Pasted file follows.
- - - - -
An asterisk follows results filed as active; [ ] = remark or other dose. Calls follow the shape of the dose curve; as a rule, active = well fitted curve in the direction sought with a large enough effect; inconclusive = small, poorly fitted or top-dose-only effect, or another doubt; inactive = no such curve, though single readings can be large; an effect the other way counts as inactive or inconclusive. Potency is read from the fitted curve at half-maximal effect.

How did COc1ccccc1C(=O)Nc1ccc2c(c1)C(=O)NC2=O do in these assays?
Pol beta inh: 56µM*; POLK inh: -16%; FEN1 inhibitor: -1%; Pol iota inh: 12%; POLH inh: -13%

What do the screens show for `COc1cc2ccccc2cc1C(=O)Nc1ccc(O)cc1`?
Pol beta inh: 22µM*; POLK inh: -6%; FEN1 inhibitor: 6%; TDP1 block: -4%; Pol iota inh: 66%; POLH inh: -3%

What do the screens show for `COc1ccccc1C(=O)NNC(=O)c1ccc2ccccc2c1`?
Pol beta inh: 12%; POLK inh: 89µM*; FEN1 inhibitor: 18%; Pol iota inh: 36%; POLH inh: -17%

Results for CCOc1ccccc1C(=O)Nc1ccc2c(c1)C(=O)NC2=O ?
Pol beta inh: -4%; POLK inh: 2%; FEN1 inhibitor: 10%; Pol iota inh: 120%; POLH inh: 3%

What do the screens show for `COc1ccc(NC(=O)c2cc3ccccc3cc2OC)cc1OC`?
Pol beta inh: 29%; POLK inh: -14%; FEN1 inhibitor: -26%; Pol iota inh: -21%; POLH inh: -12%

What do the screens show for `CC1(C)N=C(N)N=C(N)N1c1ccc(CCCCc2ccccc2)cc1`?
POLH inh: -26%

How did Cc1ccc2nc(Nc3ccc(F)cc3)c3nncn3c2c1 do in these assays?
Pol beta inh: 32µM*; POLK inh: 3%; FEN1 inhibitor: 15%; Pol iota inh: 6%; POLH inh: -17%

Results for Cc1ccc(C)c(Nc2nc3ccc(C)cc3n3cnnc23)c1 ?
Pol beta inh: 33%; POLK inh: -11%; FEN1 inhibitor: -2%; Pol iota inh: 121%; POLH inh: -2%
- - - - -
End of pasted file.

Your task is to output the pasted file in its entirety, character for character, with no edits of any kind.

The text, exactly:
An asterisk follows results filed as active; [ ] = remark or other dose. Calls follow the shape of the dose curve; as a rule, active = well fitted curve in the direction sought with a large enough effect; inconclusive = small, poorly fitted or top-dose-only effect, or another doubt; inactive = no such curve, though single readings can be large; an effect the other way counts as inactive or inconclusive. Potency is read from the fitted curve at half-maximal effect.

How did COc1ccccc1C(=O)Nc1ccc2c(c1)C(=O)NC2=O do in these assays?
Pol beta inh: 56µM*; POLK inh: -16%; FEN1 inhibitor: -1%; Pol iota inh: 12%; POLH inh: -13%

What do the screens show for `COc1cc2ccccc2cc1C(=O)Nc1ccc(O)cc1`?
Pol beta inh: 22µM*; POLK inh: -6%; FEN1 inhibitor: 6%; TDP1 block: -4%; Pol iota inh: 66%; POLH inh: -3%

What do the screens show for `COc1ccccc1C(=O)NNC(=O)c1ccc2ccccc2c1`?
Pol beta inh: 12%; POLK inh: 89µM*; FEN1 inhibitor: 18%; Pol iota inh: 36%; POLH inh: -17%

Results for CCOc1ccccc1C(=O)Nc1ccc2c(c1)C(=O)NC2=O ?
Pol beta inh: -4%; POLK inh: 2%; FEN1 inhibitor: 10%; Pol iota inh: 120%; POLH inh: 3%

What do the screens show for `COc1ccc(NC(=O)c2cc3ccccc3cc2OC)cc1OC`?
Pol beta inh: 29%; POLK inh: -14%; FEN1 inhibitor: -26%; Pol iota inh: -21%; POLH inh: -12%

What do the screens show for `CC1(C)N=C(N)N=C(N)N1c1ccc(CCCCc2ccccc2)cc1`?
POLH inh: -26%

How did Cc1ccc2nc(Nc3ccc(F)cc3)c3nncn3c2c1 do in these assays?
Pol beta inh: 32µM*; POLK inh: 3%; FEN1 inhibitor: 15%; Pol iota inh: 6%; POLH inh: -17%

Results for Cc1ccc(C)c(Nc2nc3ccc(C)cc3n3cnnc23)c1 ?
Pol beta inh: 33%; POLK inh: -11%; FEN1 inhibitor: -2%; Pol iota inh: 121%; POLH inh: -2%